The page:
Validating model parameters

When running your model, you always want to be sure only valid parameters have been passed, since for invalid parameters the model will either break or show unexpected behaviour. For instance, certain parameters may need to be integers or probabilities, or you may want string parameters to be one of only a few permissible options.

Utopia allows to specify validity constraints on your model’s parameters and have them automatically checked before a simulation run and without the need to include those checks into your model implementation.

You can define a parameter’s default value, its data type, range limits, or pass a set of accepted values. In case of any errors, a concise message is logged and the run terminated. Additionally, you can directly add a clear name and descriptive text to your parameter, making that information parseable and reducing the need for comment strings.

For certain frequently used parameter types (such as probabilities), a convenient shorthand notation is available.

Note

This feature currently only supports validating scalar nodes. You cannot validate sequences or the structure of mappings.


Basic syntax

Validation parameters can be optionally specified on all scalar parameters in your default model configuration file, i.e. inside the <your_model_name>_cfg.yml file. The rationale behind specifying it in that file is to have all information on model parameters in one place.

If you wish to have a model parameter validated, simply add a !param tag after the parameter name, and specify the default value and any validity constraints in an indented block underneath. A default value is required, though the validity restrictions are optional.

Refer to the documentation below and to the examples to learn more about possible keys.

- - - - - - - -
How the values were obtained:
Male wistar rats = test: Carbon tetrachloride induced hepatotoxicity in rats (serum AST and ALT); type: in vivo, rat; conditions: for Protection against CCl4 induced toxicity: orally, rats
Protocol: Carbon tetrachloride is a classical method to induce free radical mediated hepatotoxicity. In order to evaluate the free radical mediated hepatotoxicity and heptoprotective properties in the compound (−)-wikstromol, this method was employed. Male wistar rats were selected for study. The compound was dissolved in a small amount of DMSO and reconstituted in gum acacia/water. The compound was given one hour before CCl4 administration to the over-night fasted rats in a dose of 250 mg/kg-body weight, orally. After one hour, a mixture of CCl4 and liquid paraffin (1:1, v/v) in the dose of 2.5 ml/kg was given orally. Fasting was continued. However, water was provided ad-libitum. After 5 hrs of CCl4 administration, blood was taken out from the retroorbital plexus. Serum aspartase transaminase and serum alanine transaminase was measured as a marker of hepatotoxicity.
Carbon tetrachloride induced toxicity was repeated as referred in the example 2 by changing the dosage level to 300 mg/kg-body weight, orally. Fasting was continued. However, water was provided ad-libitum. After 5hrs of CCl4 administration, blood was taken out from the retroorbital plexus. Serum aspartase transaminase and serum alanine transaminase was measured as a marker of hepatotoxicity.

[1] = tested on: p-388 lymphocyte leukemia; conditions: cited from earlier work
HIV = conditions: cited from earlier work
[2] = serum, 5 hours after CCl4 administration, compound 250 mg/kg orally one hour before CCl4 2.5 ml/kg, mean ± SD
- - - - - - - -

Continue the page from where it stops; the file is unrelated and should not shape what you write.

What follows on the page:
Parameter.__init__(*, default: Any, name: Optional[str] = None, description: Optional[str] = None, is_any_of: Optional[Sequence[Any]] = None, limits: Optional[Tuple[Union[None, float], Union[None, float]]] = None, limits_mode: str = '[]', dtype: Optional[Union[str, type]] = None)[source]

Creates a new Parameter object, which holds a default value as well as some constraints on the possible values this parameter can assume.

Parameters
  • default (Any) – the default value of the parameter.

  • name (str, optional) – the name of the parameter.

  • description (str, optional) – a description of this parameter or its effects.

  • is_any_of (Sequence[Any], optional) – a sequence of possible values this parameter can assume. If this parameter is given, limits cannot be used.

  • limits (Tuple[Union[None, float], Union[None, float]], optional) – the upper and lower bounds of the parameter (only applicable to scalar numerals). If None, the bound is assumed to be negative or positive infinity, respectively. Whether boundary values are included into the interval is controlled by the limits_mode argument. This argument is mutually exclusive with is_any_of!

  • limits_mode (str, optional) – whether to interpret the limits as an open, closed, or semi-closed interval. Possible values: '[]' (closed, default), '()' (open), '[)', and '(]'.

  • dtype (Union[str, type], optional) – expected data type of this parameter. Accepts all strings that are accepted by numpy.dtype , eg. int, float, uint16, string.

Raises
  • TypeError – On a limits argument that was not tuple-like or if a limits argument was given but the default was a

  • ValueError – if an invalid limits_mode is passed, if limits and is_any_of are both passed, or if the limits argument did not have length 2.

Warning

!param can only be specified inside your default model configuration, e.g. MyFancyModel_cfg.yml. Specifying it elsewhere will lead to errors!

Examples

# # The default configuation file for MyModel
# ---
  some_int: !param
    name: my integer